Heavy snowfall started to fall Saturday night over Lower Michigan and northern Ohio and is expected to continue today with anywhere from 5 to 15 inch storm totals forecast. Saturday over northeast Illinois temperatures hovered in the 30s a good part of the day, ending up with most highs reaching the lower 40s. High temperature at Northerly Island was 38°. These readings along with northerly winds gusting in excess of 30 mph gave afternoon wind chills in the mid to upper 20s. The National Weather service had issued freeze warnings for most of Illinois early this Sunday morning. It looks like the week ahead for Chicagoans will see high temperatures staying in a fairly narrow range—averaging about 7° below normal. Clouds and rain are likely Later Monday night through Tuesday into Wednesday and again later Friday into Saturday.
We’re heading into the 17th weekend of 2005—a time of year when highs ought be in the low 60s. Yet, Chicago’s predicted temps Saturday and Sunday will hold to just 41° and 45°—readings which are cooler than the 41° and 54° highs which occurred back on Jan. 1-2, the year’s first weekend.
This puts the area in rare temperature territory. Together with Friday’s 46°, additional 40s both Saturday and Sunday mean the city is in the midst of a three-day string of 40s. That doesn’t happen often. The infrequency with which three consecutive days in late April hold to the 40s is clear from Chicago weather records. Only four such periods have been recorded here since 1940.
These unseasonably chilly temperatures along with cloud-level readings only in the teens and low 20s mean at least some of the snowflakes which form in these clouds may survive the trip down to ground level. If so, they would be the first so late in a season since 1994.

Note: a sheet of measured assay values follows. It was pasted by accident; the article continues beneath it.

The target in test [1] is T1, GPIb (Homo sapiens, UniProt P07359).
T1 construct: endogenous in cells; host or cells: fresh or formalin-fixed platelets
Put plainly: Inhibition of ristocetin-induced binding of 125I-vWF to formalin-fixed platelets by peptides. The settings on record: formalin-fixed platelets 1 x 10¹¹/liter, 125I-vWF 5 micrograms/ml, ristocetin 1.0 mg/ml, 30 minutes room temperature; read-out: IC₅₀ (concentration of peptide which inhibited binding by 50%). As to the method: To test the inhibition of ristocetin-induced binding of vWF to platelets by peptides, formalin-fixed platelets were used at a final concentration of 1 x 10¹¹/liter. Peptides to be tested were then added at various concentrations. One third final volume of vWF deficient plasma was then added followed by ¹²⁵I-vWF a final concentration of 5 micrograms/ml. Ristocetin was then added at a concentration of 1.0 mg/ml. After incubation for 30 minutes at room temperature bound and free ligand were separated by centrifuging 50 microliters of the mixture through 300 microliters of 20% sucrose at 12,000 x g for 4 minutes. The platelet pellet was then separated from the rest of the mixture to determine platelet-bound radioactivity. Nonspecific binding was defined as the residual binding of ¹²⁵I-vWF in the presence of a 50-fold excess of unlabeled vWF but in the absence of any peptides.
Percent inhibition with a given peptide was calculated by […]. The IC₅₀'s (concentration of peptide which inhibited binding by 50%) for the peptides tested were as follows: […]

A dusting of snow greeted residents of northern Michigan and sections of
the state's Upper Peninsula Friday. The late-season snow has occurred
within the same unusually chilly late-season air mass which could
produce near freezing temperatures in sections of the Chicago metro area
away from the lake Friday night - and subfreezing readings Saturday
night away from the lakeshore. Our thanks to meteorologist John Dee, who
forwarded this snow image from a Michigan trail cam he operates south of
Houghton in South Range. John reports this is the first measurable snow
to fall in that area since March 20 and the first flurries to be observed
there since March 31. He notes that parts of the U.P.'s Keweenaw
Peninsula have seen 280" of snow this snow season - though March and
April have hosted above-normal temperatures.
A few wet snowflakes or some mixed ice pellets can't be ruled out
in lake-effect rain showers predicted in the lake-effect precip belt of
extreme northeast Illinois and northwest Indiana Saturday. In addition,
some instability showers may develop in scattered inland sections of
Illinois and Wisconsin, given the rapid vertical temperature drop predicted
Saturday as a result of the arrival of unusually cold air aloft. They
too could feature some mixed ice pellets of a snowflakes. Metro area
temps this weekend are to run more than 30 degrees below the levels
observed away from Chicago's lakeshore last Saturday and Sunday.
-- Tom Skilling